If you’re a librarian, you’ve probably come across the op-ed by MG Siegler on Techcrunch. It can be interpreted as “outsider baits group and revels in group response.” Put in the context of other anti-library pieces, one may discover some patterns. For a piece that is critical of libraries, but encouraging of discussion, I recommend Seth Godin’s post “Future of the Libraries.” How does the tone shape the discussion versus the latter pieces? What is Godin trying to communicate?
Libraries are part of the communities to which they belong. Libraries change and adapt. There’s an interesting subtext regarding these pieces. If an op-ed writer cannot see a place for libraries, perhaps it speaks more to their sense of place within their community. Are they disconnected? Do they only socialize with people similar to themselves? Do they participate in local government?
When it comes to changing libraries, librarians have been deeply engaged in this topic. One of those discussions took place in the form of Syracuse University’s MOOC: New Librarianship. If someone wishes to participate in conversations about the role of libraries, there are venues both on and off-line. However, it means participating in community and not employing empty rhetoric.
Instead of writing another post when the next I-don’t-use-libraries-so-they-shouldn’t-exist op-ed comes out, I’ll just add to this one. The similarity and substance speaks for itself.
Not only are they [libraries] being rendered obsolete in a digital world, the economics make even less sense. One can easily envision libraries making their way to the forefront of any budget cut discussions. I know this sucks. Libraries have been an invaluable part of human history, propagating our culture and knowledge over centuries. But recognizing the changing times and pointing out the obvious shouldn’t be considered blasphemy. It is what it is. ↬ MG Siegler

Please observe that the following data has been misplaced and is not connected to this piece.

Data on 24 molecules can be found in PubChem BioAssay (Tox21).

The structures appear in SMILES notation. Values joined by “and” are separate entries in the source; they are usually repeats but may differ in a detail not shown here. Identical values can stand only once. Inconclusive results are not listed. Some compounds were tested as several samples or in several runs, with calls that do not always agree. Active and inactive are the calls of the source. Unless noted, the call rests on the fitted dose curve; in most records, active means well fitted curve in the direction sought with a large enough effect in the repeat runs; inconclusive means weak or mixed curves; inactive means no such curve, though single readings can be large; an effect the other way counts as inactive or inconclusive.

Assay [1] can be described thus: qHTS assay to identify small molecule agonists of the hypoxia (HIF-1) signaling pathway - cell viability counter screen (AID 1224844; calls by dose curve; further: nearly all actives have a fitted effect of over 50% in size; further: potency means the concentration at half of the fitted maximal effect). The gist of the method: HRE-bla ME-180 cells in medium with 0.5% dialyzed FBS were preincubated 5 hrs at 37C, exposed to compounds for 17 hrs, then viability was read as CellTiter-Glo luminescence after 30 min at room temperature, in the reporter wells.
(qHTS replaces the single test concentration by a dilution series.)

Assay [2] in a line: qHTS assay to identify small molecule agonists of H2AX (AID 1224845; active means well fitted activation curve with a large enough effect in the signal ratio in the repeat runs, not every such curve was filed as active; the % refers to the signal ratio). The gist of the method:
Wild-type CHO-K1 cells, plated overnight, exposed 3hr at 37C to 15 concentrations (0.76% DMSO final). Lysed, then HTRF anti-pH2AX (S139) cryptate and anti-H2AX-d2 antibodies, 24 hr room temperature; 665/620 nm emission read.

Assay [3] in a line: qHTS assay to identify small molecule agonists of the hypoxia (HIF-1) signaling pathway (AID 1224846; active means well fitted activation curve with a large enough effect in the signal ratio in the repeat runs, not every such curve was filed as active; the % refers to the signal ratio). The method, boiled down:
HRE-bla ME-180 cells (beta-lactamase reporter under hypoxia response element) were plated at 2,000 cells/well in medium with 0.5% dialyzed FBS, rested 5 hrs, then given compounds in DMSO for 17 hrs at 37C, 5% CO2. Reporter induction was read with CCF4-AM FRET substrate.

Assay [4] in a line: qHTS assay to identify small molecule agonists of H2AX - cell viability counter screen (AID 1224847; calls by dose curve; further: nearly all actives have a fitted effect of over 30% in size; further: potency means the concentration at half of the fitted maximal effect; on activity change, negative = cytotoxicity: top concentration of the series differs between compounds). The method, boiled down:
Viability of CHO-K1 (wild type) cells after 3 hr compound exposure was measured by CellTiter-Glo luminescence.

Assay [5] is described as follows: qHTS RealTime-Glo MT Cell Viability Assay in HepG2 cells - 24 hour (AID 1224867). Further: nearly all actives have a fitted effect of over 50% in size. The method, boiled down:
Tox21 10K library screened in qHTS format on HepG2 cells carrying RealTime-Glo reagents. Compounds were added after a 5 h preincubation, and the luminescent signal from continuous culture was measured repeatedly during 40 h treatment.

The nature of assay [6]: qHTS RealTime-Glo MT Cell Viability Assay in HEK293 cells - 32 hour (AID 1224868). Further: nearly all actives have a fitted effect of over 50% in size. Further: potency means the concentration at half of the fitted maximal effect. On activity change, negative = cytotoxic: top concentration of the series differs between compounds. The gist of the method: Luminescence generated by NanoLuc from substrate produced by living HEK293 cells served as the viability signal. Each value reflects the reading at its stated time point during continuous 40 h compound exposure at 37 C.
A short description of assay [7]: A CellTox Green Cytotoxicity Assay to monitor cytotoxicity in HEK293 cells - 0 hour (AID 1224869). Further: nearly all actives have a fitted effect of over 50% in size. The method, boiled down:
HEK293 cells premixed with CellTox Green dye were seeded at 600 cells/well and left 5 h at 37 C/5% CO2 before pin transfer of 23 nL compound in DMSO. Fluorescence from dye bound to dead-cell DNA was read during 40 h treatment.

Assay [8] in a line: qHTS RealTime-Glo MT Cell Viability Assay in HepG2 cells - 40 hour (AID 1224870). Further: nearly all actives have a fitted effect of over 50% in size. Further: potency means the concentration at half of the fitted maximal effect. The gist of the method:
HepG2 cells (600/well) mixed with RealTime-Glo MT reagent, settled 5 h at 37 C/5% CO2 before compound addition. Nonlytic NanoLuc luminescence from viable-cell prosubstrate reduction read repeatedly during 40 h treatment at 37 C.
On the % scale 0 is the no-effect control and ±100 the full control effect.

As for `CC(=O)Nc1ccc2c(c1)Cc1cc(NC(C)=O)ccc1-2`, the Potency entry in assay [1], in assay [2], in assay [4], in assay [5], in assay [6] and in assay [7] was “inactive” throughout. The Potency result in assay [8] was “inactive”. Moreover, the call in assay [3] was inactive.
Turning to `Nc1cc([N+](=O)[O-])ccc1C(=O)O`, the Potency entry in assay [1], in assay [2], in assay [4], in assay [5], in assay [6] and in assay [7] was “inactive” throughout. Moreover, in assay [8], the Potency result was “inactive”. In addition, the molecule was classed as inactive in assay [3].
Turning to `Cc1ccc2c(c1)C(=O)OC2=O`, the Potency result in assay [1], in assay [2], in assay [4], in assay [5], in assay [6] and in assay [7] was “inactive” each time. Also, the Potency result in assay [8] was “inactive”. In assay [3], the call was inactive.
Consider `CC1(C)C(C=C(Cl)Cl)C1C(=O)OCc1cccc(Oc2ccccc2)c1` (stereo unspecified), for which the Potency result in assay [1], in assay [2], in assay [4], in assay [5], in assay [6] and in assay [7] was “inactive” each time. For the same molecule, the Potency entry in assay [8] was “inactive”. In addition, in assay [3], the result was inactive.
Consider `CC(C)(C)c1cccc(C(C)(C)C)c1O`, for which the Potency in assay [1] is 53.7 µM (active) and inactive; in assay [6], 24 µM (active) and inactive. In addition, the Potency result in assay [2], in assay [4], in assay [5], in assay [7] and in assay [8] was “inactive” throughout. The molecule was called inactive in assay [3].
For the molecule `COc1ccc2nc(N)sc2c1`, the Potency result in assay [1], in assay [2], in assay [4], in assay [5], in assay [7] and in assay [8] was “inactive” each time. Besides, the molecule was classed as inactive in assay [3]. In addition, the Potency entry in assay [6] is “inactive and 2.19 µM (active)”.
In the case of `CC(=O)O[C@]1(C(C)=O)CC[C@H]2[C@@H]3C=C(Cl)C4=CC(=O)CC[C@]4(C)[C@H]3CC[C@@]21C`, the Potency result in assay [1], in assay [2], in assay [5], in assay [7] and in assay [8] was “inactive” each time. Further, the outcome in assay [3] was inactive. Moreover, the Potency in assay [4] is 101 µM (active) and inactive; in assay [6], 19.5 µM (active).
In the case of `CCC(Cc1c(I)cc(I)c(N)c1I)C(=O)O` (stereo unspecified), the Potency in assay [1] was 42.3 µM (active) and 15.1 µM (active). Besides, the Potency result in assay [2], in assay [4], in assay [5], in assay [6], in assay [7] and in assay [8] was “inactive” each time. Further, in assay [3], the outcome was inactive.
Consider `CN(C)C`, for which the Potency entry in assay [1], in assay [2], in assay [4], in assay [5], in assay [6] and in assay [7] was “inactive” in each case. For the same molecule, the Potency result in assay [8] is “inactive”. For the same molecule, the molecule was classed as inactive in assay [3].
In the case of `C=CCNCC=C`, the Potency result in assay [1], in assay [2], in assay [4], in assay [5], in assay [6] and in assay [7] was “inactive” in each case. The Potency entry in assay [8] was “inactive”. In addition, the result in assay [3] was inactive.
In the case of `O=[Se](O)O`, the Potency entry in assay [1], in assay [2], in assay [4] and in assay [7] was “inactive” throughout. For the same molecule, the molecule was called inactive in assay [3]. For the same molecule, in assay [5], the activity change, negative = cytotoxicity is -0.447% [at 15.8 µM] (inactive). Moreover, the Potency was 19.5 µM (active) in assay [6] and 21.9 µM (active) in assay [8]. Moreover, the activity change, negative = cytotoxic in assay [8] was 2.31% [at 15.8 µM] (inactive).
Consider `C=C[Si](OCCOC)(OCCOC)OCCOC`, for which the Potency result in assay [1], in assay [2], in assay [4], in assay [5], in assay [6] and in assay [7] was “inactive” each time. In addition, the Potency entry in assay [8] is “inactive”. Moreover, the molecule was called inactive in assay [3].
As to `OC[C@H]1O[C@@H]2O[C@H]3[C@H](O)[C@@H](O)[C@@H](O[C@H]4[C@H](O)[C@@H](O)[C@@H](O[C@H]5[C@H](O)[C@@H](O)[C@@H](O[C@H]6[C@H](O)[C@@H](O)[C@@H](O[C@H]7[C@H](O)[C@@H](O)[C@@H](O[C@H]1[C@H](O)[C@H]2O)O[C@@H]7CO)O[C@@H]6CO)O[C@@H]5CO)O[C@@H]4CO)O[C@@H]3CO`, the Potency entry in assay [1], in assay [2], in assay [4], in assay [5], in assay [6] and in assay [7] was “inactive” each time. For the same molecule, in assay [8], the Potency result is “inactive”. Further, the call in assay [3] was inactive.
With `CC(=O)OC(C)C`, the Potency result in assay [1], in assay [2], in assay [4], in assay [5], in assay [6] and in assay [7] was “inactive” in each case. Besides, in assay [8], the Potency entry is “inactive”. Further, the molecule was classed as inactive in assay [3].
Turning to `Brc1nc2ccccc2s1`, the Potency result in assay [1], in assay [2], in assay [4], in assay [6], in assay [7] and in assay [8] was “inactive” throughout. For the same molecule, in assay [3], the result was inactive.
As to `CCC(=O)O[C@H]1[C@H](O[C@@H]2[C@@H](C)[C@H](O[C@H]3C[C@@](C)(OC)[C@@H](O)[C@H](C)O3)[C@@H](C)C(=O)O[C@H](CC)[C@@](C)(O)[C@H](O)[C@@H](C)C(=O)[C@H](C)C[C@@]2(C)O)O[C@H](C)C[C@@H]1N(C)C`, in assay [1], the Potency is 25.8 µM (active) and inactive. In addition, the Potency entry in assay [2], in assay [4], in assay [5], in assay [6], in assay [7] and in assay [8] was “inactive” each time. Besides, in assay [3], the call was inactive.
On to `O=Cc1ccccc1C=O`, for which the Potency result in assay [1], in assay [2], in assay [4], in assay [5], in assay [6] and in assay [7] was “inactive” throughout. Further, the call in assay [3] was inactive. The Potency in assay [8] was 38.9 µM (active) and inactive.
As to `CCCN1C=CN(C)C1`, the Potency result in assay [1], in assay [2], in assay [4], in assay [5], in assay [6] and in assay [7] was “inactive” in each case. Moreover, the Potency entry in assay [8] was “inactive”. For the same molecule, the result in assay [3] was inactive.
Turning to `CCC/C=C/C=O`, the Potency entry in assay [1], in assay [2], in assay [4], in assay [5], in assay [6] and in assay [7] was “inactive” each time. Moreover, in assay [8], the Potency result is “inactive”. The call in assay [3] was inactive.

I live across the street from a library… or at least what used to be a library. The Donnell Library on West 53rd Street. Today, it is a big hole in the ground. There is going to be a 50-story condominium and Baccarat Hotel where the Donnell Library used to be. Frankly, I will not miss the library. ↬ Michael Rosenblum
Despite the general leftward trend of librarians on an organizational level, libraries once served a useful function. Once. If the New York Public Library experience can be generalized, the modern library is a place that has few books and a lot of internet terminals and free laptops for homeless people who want to check their Facebook accounts (yes that’s a thing) or watch YouTube videos. ↬ Daniel Greenfield
“I’m not attacking libraries, I’m attacking the concept behind libraries, which is no longer relevant,” Deary told the Guardian. “…we’ve got this idea that we’ve got an entitlement to read books for free, at the expense of authors, publishers and council tax payers. This is not the Victorian age, when we wanted to allow the impoverished access to literature. We pay for compulsory schooling to do that.” ↬ Terry Deary
Public libraries by and large sit on prime real estate. Cities and towns are on the verge of bankruptcy. You could cut out most of the stacks, increase the seating area for kids, reduce the number of books you buy, and rent out or sell off the remaining space, reduce spending, and help balance the budget and save taxpayer dollars. The case against libraries? It’s stronger than many people think. ↬ Michael Levin